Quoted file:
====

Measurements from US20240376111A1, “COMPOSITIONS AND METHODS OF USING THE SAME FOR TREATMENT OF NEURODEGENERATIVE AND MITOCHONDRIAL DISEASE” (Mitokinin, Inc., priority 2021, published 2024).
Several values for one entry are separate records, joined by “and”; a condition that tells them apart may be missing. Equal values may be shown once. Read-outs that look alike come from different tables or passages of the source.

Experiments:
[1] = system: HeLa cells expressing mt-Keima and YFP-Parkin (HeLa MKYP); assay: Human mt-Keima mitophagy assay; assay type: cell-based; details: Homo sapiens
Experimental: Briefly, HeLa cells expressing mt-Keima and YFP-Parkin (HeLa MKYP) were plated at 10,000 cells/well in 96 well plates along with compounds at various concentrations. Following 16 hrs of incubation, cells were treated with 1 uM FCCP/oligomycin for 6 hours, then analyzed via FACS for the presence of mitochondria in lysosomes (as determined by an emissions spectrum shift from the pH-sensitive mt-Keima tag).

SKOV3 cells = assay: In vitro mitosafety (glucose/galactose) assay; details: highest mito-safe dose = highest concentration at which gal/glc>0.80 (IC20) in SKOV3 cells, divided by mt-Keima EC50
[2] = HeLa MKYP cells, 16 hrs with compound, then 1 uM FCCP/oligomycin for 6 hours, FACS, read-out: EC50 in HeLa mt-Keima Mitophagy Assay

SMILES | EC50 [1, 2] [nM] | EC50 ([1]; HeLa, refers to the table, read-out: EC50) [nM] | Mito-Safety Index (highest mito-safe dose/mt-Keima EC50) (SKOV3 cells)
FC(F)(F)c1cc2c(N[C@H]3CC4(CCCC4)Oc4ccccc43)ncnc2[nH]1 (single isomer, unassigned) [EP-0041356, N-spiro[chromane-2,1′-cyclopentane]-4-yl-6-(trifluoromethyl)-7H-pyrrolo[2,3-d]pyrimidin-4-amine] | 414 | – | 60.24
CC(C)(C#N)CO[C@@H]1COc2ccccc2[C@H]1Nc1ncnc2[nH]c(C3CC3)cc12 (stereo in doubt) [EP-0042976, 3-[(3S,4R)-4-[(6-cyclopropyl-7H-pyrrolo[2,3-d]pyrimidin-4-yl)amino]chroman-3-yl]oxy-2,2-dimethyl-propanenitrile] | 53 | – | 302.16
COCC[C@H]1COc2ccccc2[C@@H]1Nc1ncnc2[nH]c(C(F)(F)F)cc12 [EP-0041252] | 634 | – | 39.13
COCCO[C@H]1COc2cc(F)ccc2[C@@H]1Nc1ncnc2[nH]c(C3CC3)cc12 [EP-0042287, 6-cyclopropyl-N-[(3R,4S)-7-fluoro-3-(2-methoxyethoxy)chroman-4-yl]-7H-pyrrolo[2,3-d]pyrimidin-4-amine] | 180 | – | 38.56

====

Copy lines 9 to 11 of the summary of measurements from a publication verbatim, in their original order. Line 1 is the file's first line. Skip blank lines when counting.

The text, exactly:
FC(F)(F)c1cc2c(N[C@H]3CC4(CCCC4)Oc4ccccc43)ncnc2[nH]1 (single isomer, unassigned) [EP-0041356, N-spiro[chromane-2,1′-cyclopentane]-4-yl-6-(trifluoromethyl)-7H-pyrrolo[2,3-d]pyrimidin-4-amine] | 414 | – | 60.24
CC(C)(C#N)CO[C@@H]1COc2ccccc2[C@H]1Nc1ncnc2[nH]c(C3CC3)cc12 (stereo in doubt) [EP-0042976, 3-[(3S,4R)-4-[(6-cyclopropyl-7H-pyrrolo[2,3-d]pyrimidin-4-yl)amino]chroman-3-yl]oxy-2,2-dimethyl-propanenitrile] | 53 | – | 302.16
COCC[C@H]1COc2ccccc2[C@@H]1Nc1ncnc2[nH]c(C(F)(F)F)cc12 [EP-0041252] | 634 | – | 39.13